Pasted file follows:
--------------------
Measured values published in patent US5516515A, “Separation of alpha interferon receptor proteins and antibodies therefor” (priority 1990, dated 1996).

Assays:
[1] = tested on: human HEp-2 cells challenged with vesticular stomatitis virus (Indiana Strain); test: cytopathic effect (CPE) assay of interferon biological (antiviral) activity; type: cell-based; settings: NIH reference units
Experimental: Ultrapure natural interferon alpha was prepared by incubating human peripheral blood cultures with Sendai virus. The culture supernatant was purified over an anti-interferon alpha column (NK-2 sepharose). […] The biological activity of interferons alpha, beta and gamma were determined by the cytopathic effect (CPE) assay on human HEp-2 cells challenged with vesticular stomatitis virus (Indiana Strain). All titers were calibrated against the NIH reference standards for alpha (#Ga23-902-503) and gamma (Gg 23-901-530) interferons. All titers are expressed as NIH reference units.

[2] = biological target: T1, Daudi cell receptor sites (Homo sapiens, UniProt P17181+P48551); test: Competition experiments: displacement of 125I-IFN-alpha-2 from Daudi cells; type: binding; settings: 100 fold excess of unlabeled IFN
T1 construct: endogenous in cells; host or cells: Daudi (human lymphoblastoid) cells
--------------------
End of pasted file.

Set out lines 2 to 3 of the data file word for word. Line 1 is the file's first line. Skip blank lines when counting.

Assays:
[1] = tested on: human HEp-2 cells challenged with vesticular stomatitis virus (Indiana Strain); test: cytopathic effect (CPE) assay of interferon biological (antiviral) activity; type: cell-based; settings: NIH reference units